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Go has some interesting quirks.

Recently I learned you can iterate over nil slices.

Here’s an example:

var foo []string // nil slice
var bar = []string{} // empty slice

fmt.Println(foo == nil) // true
fmt.Println(bar == nil) // false

for _, v := range foo { // no errors
	fmt.Println("%v", v)
}

for _, v := range bar { // no errors
	fmt.Println("%v", v)
}

Normally, I avoid returning nils in functions, to reduce the need for a nil check before iterating, but looks like Go has it built in.

Neat!

I was doing some next generation sequencing (NGS) analysis over the weekend, for the the first time. As such, I had to get some of the common software tools like PEAR and bowtie. Their official sites were hosted by SourceForge, but I didn’t want to download the binaries from SourceForge ’cause I’m paranoid about malware. So, I compiled them myself.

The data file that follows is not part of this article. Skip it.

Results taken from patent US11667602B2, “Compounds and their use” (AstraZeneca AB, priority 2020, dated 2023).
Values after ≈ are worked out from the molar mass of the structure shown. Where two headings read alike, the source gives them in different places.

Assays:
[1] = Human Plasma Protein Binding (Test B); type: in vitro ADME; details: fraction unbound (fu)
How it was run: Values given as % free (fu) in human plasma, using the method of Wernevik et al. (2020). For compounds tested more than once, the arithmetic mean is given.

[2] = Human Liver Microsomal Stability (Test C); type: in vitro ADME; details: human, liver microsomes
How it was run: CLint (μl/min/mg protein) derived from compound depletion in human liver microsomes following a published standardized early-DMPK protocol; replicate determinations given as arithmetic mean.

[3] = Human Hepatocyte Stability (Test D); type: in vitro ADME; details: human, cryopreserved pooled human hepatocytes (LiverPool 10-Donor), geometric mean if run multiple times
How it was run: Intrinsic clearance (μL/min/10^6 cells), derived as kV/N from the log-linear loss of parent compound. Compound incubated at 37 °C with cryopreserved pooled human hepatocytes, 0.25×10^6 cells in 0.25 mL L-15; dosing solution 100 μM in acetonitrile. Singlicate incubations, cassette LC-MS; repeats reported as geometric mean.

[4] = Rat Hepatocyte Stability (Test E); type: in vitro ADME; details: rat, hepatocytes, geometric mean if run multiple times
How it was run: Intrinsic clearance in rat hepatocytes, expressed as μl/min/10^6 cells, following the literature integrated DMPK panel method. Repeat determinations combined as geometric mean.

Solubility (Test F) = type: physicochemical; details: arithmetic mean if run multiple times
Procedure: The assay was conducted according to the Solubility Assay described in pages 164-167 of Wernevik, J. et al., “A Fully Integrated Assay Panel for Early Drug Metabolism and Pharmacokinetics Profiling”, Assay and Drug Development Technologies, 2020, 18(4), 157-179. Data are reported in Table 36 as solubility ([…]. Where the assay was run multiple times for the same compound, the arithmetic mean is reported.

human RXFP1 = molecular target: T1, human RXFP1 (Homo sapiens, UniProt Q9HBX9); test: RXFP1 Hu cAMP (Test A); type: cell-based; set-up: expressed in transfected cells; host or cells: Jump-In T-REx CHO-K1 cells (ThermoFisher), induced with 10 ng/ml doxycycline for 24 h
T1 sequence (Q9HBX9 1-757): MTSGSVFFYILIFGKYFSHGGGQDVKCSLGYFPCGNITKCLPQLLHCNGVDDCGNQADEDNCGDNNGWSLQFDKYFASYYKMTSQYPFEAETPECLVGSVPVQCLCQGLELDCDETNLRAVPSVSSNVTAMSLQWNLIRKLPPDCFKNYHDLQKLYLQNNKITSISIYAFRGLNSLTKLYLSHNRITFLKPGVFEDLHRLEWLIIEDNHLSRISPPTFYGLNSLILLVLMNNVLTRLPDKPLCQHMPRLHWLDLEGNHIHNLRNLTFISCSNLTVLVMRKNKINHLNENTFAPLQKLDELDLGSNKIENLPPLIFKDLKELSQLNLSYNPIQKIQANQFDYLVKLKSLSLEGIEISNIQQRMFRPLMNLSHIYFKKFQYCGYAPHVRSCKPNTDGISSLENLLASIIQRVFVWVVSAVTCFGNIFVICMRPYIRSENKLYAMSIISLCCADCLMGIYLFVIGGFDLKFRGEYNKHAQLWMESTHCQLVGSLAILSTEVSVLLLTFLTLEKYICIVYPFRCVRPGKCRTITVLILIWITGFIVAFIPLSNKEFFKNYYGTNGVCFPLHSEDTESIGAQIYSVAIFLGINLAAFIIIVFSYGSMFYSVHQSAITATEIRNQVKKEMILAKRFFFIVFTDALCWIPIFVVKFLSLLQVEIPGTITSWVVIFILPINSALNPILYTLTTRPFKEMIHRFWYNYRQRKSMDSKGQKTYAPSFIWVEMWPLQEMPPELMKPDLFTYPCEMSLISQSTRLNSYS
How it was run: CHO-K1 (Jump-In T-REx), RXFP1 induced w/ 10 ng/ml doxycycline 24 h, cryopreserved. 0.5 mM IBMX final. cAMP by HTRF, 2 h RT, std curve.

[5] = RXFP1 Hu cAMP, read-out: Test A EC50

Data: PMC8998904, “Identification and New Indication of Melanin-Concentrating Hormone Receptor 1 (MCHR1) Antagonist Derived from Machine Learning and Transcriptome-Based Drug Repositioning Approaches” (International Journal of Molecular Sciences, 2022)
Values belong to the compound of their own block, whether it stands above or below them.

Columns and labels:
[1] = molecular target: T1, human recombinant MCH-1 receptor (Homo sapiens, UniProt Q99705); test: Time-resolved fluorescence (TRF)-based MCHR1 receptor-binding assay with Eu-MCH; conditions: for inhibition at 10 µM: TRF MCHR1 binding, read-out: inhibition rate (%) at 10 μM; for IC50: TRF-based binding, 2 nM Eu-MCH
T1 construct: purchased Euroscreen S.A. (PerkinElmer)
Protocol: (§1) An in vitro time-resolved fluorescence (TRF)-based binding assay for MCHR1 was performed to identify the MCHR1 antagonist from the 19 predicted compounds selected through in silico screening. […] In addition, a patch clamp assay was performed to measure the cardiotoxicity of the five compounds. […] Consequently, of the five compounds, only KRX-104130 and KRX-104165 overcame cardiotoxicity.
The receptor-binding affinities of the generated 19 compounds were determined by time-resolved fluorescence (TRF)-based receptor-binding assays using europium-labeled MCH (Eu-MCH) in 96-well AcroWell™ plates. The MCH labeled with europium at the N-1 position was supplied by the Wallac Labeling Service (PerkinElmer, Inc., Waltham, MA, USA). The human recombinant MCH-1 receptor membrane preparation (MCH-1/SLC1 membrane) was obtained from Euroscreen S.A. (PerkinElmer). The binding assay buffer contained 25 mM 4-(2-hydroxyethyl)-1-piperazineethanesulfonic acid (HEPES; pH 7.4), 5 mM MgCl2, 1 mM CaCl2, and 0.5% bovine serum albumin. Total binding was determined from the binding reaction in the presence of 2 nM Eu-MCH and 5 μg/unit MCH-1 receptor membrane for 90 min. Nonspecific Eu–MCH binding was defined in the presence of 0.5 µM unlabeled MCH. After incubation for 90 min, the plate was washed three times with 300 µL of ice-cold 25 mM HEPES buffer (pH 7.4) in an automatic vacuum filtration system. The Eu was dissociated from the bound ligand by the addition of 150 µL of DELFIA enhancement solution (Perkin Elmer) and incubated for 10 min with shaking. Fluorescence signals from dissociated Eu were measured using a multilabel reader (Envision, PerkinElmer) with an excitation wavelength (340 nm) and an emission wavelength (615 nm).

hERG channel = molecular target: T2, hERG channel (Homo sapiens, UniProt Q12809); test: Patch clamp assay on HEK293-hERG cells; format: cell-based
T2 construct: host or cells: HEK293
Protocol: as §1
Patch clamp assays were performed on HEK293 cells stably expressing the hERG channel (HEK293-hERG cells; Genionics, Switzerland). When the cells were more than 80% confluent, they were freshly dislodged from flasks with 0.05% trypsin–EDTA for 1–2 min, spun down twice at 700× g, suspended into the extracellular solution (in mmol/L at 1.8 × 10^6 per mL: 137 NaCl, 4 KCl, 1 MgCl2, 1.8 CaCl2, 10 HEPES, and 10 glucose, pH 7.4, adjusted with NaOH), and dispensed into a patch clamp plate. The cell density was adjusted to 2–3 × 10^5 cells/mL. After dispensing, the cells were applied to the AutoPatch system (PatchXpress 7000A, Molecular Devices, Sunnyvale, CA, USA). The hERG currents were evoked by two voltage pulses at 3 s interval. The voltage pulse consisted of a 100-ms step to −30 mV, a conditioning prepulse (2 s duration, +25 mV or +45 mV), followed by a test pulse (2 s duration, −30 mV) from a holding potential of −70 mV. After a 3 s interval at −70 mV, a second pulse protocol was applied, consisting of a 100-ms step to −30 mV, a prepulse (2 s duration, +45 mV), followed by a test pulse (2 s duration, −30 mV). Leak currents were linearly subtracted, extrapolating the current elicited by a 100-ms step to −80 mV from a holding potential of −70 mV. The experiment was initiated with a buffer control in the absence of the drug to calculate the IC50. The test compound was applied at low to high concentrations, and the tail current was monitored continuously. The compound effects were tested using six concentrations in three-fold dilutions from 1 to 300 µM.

The process turned out to be super easy!

They all have git repos:

https://github.com/xflouris/PEAR

https://github.com/BenLangmead/bowtie

https://github.com/BenLangmead/bowtie2

For example, for bowtie, you can do:

git clone https://github.com/BenLangmead/bowtie.git
cd bowtie
make

For bowtie, you need libtbb, and for bowtie2, you need to compile with NO_TBB=1.

I’m pleasantly surprised because I remember the struggle of building open source projects when I was a young’un.

Just wanted to share!

A while ago, I learned about this neat trick from Harry.

You can write your resume in Markdown and convert them to PDF using Pandoc!

Since Markdown is plain text, you can version control it with git and create branches for whatever company you’re applying to. You can even share the repository with someone you trust, and they can do review the commits on GitHub.

Pandoc uses Latex to render the PDF, so they look very “textbook formal”.

All you have to do is:

pandoc resume.md -s -o resume.pdf

pandoc

Try it out!

You can do this for all sorts of documents, not just resumes.